The four Atlantic provinces announced plans on Wednesday to ease interprovincial travel restrictions within the region, creating a so-called “bubble” amid relatively few new COVID-19 infections in recent weeks.
As of July 3, Atlantic Canadians will be allowed to travel within the region without having to self-isolate when arriving in another province.
Visitors from provinces and territories outside the region will still be required to self-isolate for two weeks and adhere to local entry requirements. However, once the self-isolation period has passed, those visitors will also be allowed to travel within the Atlantic region.
Newfoundland and Labrador Premier Dwight Ball said the decision to ease restrictions was not taken lightly.
“As this Atlantic bubble opens, it will be closely monitored as we remain committed to working together to support economic and social recovery while ensuring public health and safety,” said Ball.
Ball said if all goes well, travellers from other parts of Canada could be allowed to enter Atlantic Canada around July 17.
“Now this can only be possible if we get favourable results in the days and weeks leading into July 17,” he said. “We will never hesitate to go back if we have to.”
In Halifax, Nova Scotia Premier Stephen McNeil said he was comfortable with the move given the province hasn’t had a new case of COVID-19 since June 9.
“Considering there’s been very few new cases now is the time to open it up,” McNeil said.
Each of the four Atlantic provinces will choose its own process for tracking and monitoring travellers.
In Nova Scotia, McNeil said border monitoring would involve asking people for identification in order to verify which province the traveller is from. Those with identification from outside the Atlantic region would be required to self-isolate.
The move is mainly aimed at the tourism sector, which is hoping to see increased local traffic this summer to help bolster lagging business, McNeil said.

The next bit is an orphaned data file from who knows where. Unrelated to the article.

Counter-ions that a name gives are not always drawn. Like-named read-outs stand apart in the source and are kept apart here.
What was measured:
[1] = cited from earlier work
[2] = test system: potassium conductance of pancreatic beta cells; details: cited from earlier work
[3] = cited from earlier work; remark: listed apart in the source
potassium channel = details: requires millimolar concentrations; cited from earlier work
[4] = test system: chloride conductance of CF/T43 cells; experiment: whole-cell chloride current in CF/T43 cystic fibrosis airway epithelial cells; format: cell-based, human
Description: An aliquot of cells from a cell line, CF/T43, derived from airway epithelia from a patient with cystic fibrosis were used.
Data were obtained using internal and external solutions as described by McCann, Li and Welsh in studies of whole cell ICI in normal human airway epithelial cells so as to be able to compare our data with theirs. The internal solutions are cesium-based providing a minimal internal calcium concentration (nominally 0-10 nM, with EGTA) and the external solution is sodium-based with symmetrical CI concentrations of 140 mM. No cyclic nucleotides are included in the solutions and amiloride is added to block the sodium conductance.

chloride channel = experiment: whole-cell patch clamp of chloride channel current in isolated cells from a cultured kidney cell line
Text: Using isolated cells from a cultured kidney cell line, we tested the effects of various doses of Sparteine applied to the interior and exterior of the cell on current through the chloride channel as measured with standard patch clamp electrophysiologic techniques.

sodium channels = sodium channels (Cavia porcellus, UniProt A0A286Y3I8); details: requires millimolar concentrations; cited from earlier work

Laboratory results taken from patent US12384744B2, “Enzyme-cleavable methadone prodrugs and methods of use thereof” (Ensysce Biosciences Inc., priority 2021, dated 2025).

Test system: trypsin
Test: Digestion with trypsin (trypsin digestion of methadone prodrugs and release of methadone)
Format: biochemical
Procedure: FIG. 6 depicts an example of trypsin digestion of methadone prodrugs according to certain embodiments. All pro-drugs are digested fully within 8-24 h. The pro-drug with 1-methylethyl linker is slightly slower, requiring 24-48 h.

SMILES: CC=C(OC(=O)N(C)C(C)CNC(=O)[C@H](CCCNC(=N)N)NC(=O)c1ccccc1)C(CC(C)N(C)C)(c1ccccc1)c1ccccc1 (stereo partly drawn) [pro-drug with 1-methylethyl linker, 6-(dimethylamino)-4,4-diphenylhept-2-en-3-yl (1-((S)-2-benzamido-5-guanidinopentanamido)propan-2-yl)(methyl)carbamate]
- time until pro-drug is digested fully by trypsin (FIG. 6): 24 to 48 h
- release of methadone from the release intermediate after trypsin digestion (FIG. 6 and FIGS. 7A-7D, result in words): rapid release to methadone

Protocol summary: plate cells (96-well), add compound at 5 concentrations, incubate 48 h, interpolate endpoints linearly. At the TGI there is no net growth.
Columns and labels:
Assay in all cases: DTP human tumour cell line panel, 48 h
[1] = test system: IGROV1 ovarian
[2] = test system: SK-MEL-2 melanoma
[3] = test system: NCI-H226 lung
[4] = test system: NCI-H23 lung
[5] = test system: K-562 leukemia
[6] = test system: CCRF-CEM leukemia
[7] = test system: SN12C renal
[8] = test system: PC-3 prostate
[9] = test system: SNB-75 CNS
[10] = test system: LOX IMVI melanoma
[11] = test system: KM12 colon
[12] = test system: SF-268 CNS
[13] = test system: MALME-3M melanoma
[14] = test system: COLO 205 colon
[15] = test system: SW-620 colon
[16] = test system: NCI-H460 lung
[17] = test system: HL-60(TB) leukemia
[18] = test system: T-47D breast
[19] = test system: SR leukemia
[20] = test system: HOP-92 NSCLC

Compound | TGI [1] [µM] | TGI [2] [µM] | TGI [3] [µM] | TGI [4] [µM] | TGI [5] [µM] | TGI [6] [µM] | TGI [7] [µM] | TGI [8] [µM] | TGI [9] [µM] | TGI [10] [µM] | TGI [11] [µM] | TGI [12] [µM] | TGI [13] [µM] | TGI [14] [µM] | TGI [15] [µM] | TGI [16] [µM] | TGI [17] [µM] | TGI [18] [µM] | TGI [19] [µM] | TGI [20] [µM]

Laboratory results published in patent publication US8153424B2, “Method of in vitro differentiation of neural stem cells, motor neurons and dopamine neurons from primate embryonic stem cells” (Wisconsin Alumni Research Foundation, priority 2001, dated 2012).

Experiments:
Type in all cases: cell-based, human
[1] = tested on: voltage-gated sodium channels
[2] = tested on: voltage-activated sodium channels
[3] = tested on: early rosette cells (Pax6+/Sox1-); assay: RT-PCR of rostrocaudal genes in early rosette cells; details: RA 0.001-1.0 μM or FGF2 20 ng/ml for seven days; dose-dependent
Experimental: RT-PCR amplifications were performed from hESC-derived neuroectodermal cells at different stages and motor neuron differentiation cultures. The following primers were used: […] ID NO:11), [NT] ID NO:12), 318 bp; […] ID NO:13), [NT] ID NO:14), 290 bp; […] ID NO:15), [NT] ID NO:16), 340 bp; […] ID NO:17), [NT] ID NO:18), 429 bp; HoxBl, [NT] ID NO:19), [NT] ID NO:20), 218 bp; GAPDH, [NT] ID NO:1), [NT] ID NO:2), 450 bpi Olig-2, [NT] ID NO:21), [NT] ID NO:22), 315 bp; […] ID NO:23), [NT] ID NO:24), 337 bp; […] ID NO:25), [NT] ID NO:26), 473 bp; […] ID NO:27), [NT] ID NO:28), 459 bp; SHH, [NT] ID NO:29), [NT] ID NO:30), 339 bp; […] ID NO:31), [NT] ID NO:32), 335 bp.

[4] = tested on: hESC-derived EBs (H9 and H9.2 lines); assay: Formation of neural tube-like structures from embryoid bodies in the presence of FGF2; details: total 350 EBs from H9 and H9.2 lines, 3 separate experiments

“We are also looking at what other potential internal restrictions we could start easing off a little bit to allow us to get back to a little more economic activity within the province.”
The relaxed rules come as Nova Scotia — the most populous province in the region — had no active cases. The province had 1,061 total confirmed cases, including 63 deaths — 53 of them at a single long-term care facility in Halifax.
In Newfoundland and Labrador, where there were 261 confirmed cases and three deaths, the most recent case of COVID-19 was recorded on May 28. Like Nova Scotia, the province had no active cases as of Wednesday.
New Brunswick reported its latest case on Tuesday, but the person was in self-isolation before the diagnosis and has had no close contacts. The province has 20 active cases. Of the 165 people with confirmed infections, two have died and 143 have recovered. No new cases were reported Wednesday.
Prince Edward Island had just 27 cases of COVID-19 and all have recovered. The Island last reported a case on April 28.
In New Brunswick, virtually every business in the province is expected to be reopened by this Friday.
“Our economy is already making great progress toward reopening,” Premier Blaine Higgs told a news conference Wednesday.
He said the Campbellton region — which experienced a recent outbreak of COVID-19 cases — would join the rest of the province at the “Yellow” phase of the recovery plan on Friday.
“There are still rules we will all need to follow,” Higgs said, adding that residents of Atlantic Canada can’t leave their home province if they have travelled outside the region in the past 14 days — even if they were travelling for work.
As well, no one is permitted to travel to another province if they are experiencing symptoms of the virus.
“Peace officers will still be monitoring the borders and travellers will need to provide proof of their province of residence,” the premier said, noting that officers will use that information for contact tracing if there is an outbreak.
Higgs said there are also discussions underway about opening interprovincial travel throughout the country.
— With files from Kevin Bissett in Fredericton and Keith Doucette in Halifax.
Michael MacDonald, The Canadian Press
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